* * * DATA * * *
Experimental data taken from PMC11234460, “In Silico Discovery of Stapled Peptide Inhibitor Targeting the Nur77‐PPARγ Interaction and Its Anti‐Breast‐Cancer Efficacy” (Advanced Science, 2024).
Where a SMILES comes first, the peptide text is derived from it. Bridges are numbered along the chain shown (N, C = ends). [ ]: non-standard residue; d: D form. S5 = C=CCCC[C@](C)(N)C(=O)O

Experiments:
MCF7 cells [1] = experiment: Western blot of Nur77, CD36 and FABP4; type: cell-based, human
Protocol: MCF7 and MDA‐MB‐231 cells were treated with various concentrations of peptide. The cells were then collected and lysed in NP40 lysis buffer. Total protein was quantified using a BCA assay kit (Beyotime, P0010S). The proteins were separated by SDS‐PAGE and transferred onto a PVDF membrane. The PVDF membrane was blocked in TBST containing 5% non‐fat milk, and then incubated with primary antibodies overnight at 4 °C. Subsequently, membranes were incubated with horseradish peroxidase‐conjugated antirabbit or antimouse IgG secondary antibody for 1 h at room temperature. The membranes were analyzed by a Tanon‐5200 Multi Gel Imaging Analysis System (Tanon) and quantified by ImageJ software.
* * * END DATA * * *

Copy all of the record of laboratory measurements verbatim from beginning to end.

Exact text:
Experimental data taken from PMC11234460, “In Silico Discovery of Stapled Peptide Inhibitor Targeting the Nur77‐PPARγ Interaction and Its Anti‐Breast‐Cancer Efficacy” (Advanced Science, 2024).
Where a SMILES comes first, the peptide text is derived from it. Bridges are numbered along the chain shown (N, C = ends). [ ]: non-standard residue; d: D form. S5 = C=CCCC[C@](C)(N)C(=O)O

Experiments:
MCF7 cells [1] = experiment: Western blot of Nur77, CD36 and FABP4; type: cell-based, human
Protocol: MCF7 and MDA‐MB‐231 cells were treated with various concentrations of peptide. The cells were then collected and lysed in NP40 lysis buffer. Total protein was quantified using a BCA assay kit (Beyotime, P0010S). The proteins were separated by SDS‐PAGE and transferred onto a PVDF membrane. The PVDF membrane was blocked in TBST containing 5% non‐fat milk, and then incubated with primary antibodies overnight at 4 °C. Subsequently, membranes were incubated with horseradish peroxidase‐conjugated antirabbit or antimouse IgG secondary antibody for 1 h at room temperature. The membranes were analyzed by a Tanon‐5200 Multi Gel Imaging Analysis System (Tanon) and quantified by ImageJ software.